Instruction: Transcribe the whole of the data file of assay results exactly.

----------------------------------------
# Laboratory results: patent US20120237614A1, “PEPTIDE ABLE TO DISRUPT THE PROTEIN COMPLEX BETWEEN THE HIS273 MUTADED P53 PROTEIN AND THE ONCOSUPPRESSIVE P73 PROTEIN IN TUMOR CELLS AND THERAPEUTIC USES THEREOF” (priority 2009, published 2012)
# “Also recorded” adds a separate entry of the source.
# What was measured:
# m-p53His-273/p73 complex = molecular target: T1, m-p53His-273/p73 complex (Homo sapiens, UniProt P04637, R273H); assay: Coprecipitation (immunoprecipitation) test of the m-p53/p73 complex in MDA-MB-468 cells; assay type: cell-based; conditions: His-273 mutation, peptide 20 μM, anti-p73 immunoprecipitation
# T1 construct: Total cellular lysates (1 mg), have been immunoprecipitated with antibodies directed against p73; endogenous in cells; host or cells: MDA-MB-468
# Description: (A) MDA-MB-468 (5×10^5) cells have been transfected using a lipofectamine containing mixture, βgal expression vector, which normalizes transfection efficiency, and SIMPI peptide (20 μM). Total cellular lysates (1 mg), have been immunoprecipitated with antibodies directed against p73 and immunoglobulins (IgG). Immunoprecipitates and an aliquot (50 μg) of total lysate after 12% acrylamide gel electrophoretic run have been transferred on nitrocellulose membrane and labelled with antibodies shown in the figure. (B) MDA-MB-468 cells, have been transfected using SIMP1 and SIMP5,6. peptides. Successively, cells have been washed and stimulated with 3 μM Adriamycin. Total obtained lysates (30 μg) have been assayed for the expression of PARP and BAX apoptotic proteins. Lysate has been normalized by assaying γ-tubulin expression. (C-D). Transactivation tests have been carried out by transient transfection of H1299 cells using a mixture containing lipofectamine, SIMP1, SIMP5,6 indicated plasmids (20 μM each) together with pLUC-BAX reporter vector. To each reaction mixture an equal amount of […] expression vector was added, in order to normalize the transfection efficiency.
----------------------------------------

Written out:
# Laboratory results: patent US20120237614A1, “PEPTIDE ABLE TO DISRUPT THE PROTEIN COMPLEX BETWEEN THE HIS273 MUTADED P53 PROTEIN AND THE ONCOSUPPRESSIVE P73 PROTEIN IN TUMOR CELLS AND THERAPEUTIC USES THEREOF” (priority 2009, published 2012)
# “Also recorded” adds a separate entry of the source.
# What was measured:
# m-p53His-273/p73 complex = molecular target: T1, m-p53His-273/p73 complex (Homo sapiens, UniProt P04637, R273H); assay: Coprecipitation (immunoprecipitation) test of the m-p53/p73 complex in MDA-MB-468 cells; assay type: cell-based; conditions: His-273 mutation, peptide 20 μM, anti-p73 immunoprecipitation
# T1 construct: Total cellular lysates (1 mg), have been immunoprecipitated with antibodies directed against p73; endogenous in cells; host or cells: MDA-MB-468
# Description: (A) MDA-MB-468 (5×10^5) cells have been transfected using a lipofectamine containing mixture, βgal expression vector, which normalizes transfection efficiency, and SIMPI peptide (20 μM). Total cellular lysates (1 mg), have been immunoprecipitated with antibodies directed against p73 and immunoglobulins (IgG). Immunoprecipitates and an aliquot (50 μg) of total lysate after 12% acrylamide gel electrophoretic run have been transferred on nitrocellulose membrane and labelled with antibodies shown in the figure. (B) MDA-MB-468 cells, have been transfected using SIMP1 and SIMP5,6. peptides. Successively, cells have been washed and stimulated with 3 μM Adriamycin. Total obtained lysates (30 μg) have been assayed for the expression of PARP and BAX apoptotic proteins. Lysate has been normalized by assaying γ-tubulin expression. (C-D). Transactivation tests have been carried out by transient transfection of H1299 cells using a mixture containing lipofectamine, SIMP1, SIMP5,6 indicated plasmids (20 μM each) together with pLUC-BAX reporter vector. To each reaction mixture an equal amount of […] expression vector was added, in order to normalize the transfection efficiency.